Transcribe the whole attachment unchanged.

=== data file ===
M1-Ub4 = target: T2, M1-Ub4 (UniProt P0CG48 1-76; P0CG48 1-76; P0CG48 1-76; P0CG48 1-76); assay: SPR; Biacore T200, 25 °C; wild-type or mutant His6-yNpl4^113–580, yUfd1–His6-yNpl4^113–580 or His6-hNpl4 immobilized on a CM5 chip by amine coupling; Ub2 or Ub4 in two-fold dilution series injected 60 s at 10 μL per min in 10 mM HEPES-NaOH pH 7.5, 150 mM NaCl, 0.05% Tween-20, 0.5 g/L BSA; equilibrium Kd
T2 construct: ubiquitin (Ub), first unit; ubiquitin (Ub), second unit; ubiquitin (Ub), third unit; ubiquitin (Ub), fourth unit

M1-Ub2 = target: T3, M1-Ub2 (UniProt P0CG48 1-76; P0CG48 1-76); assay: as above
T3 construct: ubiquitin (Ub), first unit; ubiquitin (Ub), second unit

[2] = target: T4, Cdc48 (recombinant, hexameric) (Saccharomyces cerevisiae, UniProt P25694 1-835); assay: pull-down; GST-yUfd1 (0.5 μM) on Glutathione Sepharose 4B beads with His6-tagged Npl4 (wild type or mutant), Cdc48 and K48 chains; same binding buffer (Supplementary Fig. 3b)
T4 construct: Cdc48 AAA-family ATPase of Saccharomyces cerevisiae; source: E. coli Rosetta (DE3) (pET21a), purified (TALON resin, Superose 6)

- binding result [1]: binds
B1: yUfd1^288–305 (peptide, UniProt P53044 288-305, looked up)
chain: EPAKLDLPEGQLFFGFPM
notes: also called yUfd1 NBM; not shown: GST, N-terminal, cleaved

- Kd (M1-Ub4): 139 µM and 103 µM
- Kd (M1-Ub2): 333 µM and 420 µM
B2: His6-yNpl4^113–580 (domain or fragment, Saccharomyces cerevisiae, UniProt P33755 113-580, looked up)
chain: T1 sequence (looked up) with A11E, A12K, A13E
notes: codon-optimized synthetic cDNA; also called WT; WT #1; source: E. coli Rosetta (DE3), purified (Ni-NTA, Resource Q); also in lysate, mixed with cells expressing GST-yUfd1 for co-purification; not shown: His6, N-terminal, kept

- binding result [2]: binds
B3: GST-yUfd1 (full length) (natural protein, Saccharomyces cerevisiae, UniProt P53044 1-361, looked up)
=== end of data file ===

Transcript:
M1-Ub4 = target: T2, M1-Ub4 (UniProt P0CG48 1-76; P0CG48 1-76; P0CG48 1-76; P0CG48 1-76); assay: SPR; Biacore T200, 25 °C; wild-type or mutant His6-yNpl4^113–580, yUfd1–His6-yNpl4^113–580 or His6-hNpl4 immobilized on a CM5 chip by amine coupling; Ub2 or Ub4 in two-fold dilution series injected 60 s at 10 μL per min in 10 mM HEPES-NaOH pH 7.5, 150 mM NaCl, 0.05% Tween-20, 0.5 g/L BSA; equilibrium Kd
T2 construct: ubiquitin (Ub), first unit; ubiquitin (Ub), second unit; ubiquitin (Ub), third unit; ubiquitin (Ub), fourth unit

M1-Ub2 = target: T3, M1-Ub2 (UniProt P0CG48 1-76; P0CG48 1-76); assay: as above
T3 construct: ubiquitin (Ub), first unit; ubiquitin (Ub), second unit

[2] = target: T4, Cdc48 (recombinant, hexameric) (Saccharomyces cerevisiae, UniProt P25694 1-835); assay: pull-down; GST-yUfd1 (0.5 μM) on Glutathione Sepharose 4B beads with His6-tagged Npl4 (wild type or mutant), Cdc48 and K48 chains; same binding buffer (Supplementary Fig. 3b)
T4 construct: Cdc48 AAA-family ATPase of Saccharomyces cerevisiae; source: E. coli Rosetta (DE3) (pET21a), purified (TALON resin, Superose 6)

- binding result [1]: binds
B1: yUfd1^288–305 (peptide, UniProt P53044 288-305, looked up)
chain: EPAKLDLPEGQLFFGFPM
notes: also called yUfd1 NBM; not shown: GST, N-terminal, cleaved

- Kd (M1-Ub4): 139 µM and 103 µM
- Kd (M1-Ub2): 333 µM and 420 µM
B2: His6-yNpl4^113–580 (domain or fragment, Saccharomyces cerevisiae, UniProt P33755 113-580, looked up)
chain: T1 sequence (looked up) with A11E, A12K, A13E
notes: codon-optimized synthetic cDNA; also called WT; WT #1; source: E. coli Rosetta (DE3), purified (Ni-NTA, Resource Q); also in lysate, mixed with cells expressing GST-yUfd1 for co-purification; not shown: His6, N-terminal, kept

- binding result [2]: binds
B3: GST-yUfd1 (full length) (natural protein, Saccharomyces cerevisiae, UniProt P53044 1-361, looked up)